Treatment and Management

Penicillin G is the drug of choice for all stages of syphilis (Pastuszczak & Wojas-Pelc, 2013). Secondary syphilis requires a single dose (Fantasia, 2017). Those with secondary syphilis will also require serologic testing at six and 12 months (Fantasia, 2017). Partner management depends on the stage of the woman’s infections and timing of exposure (Fantasia, 2017). Studies show that up to 60% of sexual contacts of patients with syphilis may be infected (Pastuszczak & Wojas-Pelc, 2013). If exposure to secondary syphilis is less than 90 days, the partner should receive treatment regardless of test results (Pastuszczak & Wojas-Pelc, 2013). Treatment is as follows:

Penicillin G Benzathine 2.4 milliunits IM x one dose.

Strategies for Educating Patients

First, it is essential to educate the patient on syphilis and the consequences of going without treatment. It is also vital to discuss preventions of new infections, reinfection, and risks for infecting others. Educate patient on the importance of partner notification. In Texas, Partner Services maintains confidential partner notification. If chancre is present, the patient must refrain from sexual contact with others. Inform patient that they must use a condom until testing at six months follow-up (Fantasia, 2017). The risk for acquiring HIV through sexual intercourse is three to five times higher in those infected with syphilis (Mutagoma et al., 2016). Therefore it is crucial for providers to stress HIV testing (Fantasia, 2017).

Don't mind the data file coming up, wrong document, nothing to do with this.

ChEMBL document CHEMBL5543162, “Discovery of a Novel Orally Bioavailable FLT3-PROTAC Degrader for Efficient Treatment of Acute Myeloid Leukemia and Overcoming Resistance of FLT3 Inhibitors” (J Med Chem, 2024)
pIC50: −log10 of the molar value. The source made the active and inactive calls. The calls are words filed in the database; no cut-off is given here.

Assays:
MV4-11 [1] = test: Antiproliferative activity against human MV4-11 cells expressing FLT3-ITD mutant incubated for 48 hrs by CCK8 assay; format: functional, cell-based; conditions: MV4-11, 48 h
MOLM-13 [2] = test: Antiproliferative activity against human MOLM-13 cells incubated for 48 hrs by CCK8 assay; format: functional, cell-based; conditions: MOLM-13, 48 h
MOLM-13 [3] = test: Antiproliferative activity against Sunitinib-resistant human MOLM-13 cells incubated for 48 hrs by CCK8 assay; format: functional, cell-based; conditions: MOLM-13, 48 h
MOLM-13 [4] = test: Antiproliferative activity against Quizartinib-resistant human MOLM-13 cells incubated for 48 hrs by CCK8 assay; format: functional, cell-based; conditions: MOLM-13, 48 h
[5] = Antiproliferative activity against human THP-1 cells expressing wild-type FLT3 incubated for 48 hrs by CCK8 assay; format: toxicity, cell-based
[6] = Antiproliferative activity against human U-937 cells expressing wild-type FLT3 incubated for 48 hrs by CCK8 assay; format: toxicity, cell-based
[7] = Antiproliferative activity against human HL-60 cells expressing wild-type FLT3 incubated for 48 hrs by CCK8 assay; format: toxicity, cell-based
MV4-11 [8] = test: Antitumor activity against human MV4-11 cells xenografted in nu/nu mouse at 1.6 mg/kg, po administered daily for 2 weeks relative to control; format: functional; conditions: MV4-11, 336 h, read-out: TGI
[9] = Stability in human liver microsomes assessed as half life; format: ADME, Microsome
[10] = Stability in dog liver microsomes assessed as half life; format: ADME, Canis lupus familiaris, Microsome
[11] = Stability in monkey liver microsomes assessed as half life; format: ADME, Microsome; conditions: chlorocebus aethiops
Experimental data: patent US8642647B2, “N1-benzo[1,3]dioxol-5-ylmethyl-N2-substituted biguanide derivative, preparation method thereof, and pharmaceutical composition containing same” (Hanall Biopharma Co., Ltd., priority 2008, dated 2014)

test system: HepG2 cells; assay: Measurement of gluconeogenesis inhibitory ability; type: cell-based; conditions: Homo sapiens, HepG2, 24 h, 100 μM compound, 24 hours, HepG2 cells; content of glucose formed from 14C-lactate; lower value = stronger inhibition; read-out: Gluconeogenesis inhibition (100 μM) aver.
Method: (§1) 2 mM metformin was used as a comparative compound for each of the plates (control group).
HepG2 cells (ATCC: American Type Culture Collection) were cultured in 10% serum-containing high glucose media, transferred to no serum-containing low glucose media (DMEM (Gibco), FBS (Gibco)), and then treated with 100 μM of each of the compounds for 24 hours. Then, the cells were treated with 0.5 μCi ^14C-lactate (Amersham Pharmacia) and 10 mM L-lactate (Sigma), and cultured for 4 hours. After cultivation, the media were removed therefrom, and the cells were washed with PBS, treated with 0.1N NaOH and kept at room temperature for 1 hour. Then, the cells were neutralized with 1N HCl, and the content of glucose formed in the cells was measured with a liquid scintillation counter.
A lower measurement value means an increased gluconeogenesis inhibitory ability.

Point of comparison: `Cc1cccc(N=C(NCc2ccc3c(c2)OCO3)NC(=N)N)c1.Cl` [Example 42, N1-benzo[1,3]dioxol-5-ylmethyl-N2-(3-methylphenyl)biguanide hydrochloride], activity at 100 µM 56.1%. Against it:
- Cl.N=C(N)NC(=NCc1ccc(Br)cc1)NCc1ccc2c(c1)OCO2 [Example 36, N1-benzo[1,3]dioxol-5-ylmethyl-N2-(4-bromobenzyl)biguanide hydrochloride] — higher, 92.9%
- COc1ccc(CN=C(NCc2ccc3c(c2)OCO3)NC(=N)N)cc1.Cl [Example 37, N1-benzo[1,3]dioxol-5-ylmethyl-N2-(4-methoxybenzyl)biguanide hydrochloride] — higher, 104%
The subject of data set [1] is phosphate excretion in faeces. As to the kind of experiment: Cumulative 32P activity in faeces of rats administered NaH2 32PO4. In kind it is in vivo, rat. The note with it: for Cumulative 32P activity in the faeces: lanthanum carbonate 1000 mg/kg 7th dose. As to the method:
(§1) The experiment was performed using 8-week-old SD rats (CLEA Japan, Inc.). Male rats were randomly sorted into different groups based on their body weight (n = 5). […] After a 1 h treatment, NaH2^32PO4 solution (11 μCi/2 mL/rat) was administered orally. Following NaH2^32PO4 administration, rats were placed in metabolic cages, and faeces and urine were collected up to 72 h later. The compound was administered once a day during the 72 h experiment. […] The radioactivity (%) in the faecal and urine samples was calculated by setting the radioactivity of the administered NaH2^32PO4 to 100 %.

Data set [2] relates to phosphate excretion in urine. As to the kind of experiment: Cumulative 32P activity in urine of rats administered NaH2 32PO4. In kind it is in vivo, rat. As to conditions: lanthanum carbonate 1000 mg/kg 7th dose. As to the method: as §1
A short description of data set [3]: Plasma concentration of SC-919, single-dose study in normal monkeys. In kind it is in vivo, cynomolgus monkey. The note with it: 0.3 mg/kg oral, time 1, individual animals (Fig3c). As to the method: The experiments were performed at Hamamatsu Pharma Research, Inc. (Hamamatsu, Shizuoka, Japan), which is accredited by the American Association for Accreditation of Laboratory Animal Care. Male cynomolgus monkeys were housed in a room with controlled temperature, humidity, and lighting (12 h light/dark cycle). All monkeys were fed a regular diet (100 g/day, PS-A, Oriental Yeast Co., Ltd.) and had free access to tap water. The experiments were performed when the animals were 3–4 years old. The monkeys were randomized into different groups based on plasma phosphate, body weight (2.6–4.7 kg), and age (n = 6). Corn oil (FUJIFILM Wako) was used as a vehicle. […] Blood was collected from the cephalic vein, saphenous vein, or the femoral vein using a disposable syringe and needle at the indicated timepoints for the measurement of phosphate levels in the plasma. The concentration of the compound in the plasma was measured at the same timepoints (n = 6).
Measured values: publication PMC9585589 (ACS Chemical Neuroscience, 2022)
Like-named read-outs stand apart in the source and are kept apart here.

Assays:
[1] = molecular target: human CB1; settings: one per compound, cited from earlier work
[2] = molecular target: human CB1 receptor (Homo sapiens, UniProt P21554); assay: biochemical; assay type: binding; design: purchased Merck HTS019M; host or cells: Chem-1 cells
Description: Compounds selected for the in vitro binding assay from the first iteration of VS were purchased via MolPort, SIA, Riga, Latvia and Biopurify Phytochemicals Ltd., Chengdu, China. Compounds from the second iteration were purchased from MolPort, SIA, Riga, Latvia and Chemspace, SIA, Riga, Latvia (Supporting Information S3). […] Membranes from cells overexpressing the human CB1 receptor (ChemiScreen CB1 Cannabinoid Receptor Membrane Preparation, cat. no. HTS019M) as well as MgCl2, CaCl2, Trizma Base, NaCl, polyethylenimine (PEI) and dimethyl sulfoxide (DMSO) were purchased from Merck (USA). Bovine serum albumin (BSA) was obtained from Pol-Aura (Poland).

Dains, J. E., Baumann, L. C., & Scheibel, P. (2016). Advanced health assessment and clinical diagnosis in primary care (5th ed.). St. Louis, MO: Elsevier Mosby.

Fantasia, H.C. (2017). Sexually Transmitted Infections. In Schuiling, K. D., & Likis, F. E. (2017). Women’s gynecologic health (3rd ed.). (pp. 465-508). Burlington, MA: Jones and Bartlett Publishers.

Mutagoma, M., Remera, E., Sebuhoro, D., Kanters, S., Riedel, D. J., & Nsanzimana, S. (2016). The Prevalence of Syphilis Infection and Its Associated Factors in the General Population of Rwanda: A National Household-Based Survey. Journal of Sexually Transmitted Diseases, 2016, 4980417. http://doi.org/10.1155/2016/4980417

Pastuszczak, M., & Wojas-Pelc, A. (2013). Current standards for diagnosis and treatment of syphilis: selection of some practical issues, based on the European (IUSTI) and U.S. (CDC) guidelines. Advances in Dermatology and Allergology/Postȩpy Dermatologii I Alergologii, 30(4), 203–210. http://doi.org/10.5114/pdia.2013.37029

Tharpe, N. L., Farley, C., & Jordan, R. G. (2017). Clinical practice guidelines for midwifery & women’s health (5th ed.). Burlington, MA: Jones & Bartlett Publishers.

Pastuszczak & Wojas-Pelc, 2013 Differential Diagnosis Essay – Syphilis and Herpes Simplex Virus (HSV)